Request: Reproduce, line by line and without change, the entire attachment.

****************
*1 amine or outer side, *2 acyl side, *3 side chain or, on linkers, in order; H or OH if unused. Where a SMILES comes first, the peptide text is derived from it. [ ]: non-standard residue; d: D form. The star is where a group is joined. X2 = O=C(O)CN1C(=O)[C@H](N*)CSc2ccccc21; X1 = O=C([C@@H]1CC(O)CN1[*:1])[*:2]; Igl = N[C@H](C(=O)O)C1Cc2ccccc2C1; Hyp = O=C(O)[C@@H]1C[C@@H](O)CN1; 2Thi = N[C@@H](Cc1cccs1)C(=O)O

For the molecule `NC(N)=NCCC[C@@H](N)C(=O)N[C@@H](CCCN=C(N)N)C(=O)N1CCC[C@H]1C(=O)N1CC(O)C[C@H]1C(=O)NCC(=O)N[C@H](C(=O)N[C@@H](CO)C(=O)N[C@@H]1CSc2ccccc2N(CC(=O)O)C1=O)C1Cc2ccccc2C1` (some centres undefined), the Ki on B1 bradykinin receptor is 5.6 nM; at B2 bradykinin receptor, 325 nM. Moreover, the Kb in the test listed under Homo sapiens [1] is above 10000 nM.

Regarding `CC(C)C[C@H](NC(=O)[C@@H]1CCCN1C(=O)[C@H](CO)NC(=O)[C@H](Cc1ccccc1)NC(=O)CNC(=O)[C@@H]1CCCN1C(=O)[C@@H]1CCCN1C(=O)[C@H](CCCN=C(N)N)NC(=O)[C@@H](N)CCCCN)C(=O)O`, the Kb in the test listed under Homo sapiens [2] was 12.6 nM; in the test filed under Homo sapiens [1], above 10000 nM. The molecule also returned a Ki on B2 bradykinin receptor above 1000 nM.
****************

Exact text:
*1 amine or outer side, *2 acyl side, *3 side chain or, on linkers, in order; H or OH if unused. Where a SMILES comes first, the peptide text is derived from it. [ ]: non-standard residue; d: D form. The star is where a group is joined. X2 = O=C(O)CN1C(=O)[C@H](N*)CSc2ccccc21; X1 = O=C([C@@H]1CC(O)CN1[*:1])[*:2]; Igl = N[C@H](C(=O)O)C1Cc2ccccc2C1; Hyp = O=C(O)[C@@H]1C[C@@H](O)CN1; 2Thi = N[C@@H](Cc1cccs1)C(=O)O

For the molecule `NC(N)=NCCC[C@@H](N)C(=O)N[C@@H](CCCN=C(N)N)C(=O)N1CCC[C@H]1C(=O)N1CC(O)C[C@H]1C(=O)NCC(=O)N[C@H](C(=O)N[C@@H](CO)C(=O)N[C@@H]1CSc2ccccc2N(CC(=O)O)C1=O)C1Cc2ccccc2C1` (some centres undefined), the Ki on B1 bradykinin receptor is 5.6 nM; at B2 bradykinin receptor, 325 nM. Moreover, the Kb in the test listed under Homo sapiens [1] is above 10000 nM.

Regarding `CC(C)C[C@H](NC(=O)[C@@H]1CCCN1C(=O)[C@H](CO)NC(=O)[C@H](Cc1ccccc1)NC(=O)CNC(=O)[C@@H]1CCCN1C(=O)[C@@H]1CCCN1C(=O)[C@H](CCCN=C(N)N)NC(=O)[C@@H](N)CCCCN)C(=O)O`, the Kb in the test listed under Homo sapiens [2] was 12.6 nM; in the test filed under Homo sapiens [1], above 10000 nM. The molecule also returned a Ki on B2 bradykinin receptor above 1000 nM.